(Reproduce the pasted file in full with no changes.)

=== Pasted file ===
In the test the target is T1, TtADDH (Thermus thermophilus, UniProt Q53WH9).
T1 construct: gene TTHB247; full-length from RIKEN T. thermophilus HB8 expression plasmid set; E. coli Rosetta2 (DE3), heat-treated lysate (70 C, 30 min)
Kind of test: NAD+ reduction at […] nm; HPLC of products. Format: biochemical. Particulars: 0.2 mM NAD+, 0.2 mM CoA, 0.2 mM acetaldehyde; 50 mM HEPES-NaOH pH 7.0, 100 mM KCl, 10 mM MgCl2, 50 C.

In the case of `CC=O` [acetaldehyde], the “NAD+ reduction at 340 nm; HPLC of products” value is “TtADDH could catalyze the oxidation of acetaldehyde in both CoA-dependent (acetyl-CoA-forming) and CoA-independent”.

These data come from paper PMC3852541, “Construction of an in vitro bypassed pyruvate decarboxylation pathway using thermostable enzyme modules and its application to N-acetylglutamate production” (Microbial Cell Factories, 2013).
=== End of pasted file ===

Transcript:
In the test the target is T1, TtADDH (Thermus thermophilus, UniProt Q53WH9).
T1 construct: gene TTHB247; full-length from RIKEN T. thermophilus HB8 expression plasmid set; E. coli Rosetta2 (DE3), heat-treated lysate (70 C, 30 min)
Kind of test: NAD+ reduction at […] nm; HPLC of products. Format: biochemical. Particulars: 0.2 mM NAD+, 0.2 mM CoA, 0.2 mM acetaldehyde; 50 mM HEPES-NaOH pH 7.0, 100 mM KCl, 10 mM MgCl2, 50 C.

In the case of `CC=O` [acetaldehyde], the “NAD+ reduction at 340 nm; HPLC of products” value is “TtADDH could catalyze the oxidation of acetaldehyde in both CoA-dependent (acetyl-CoA-forming) and CoA-independent”.

These data come from paper PMC3852541, “Construction of an in vitro bypassed pyruvate decarboxylation pathway using thermostable enzyme modules and its application to N-acetylglutamate production” (Microbial Cell Factories, 2013).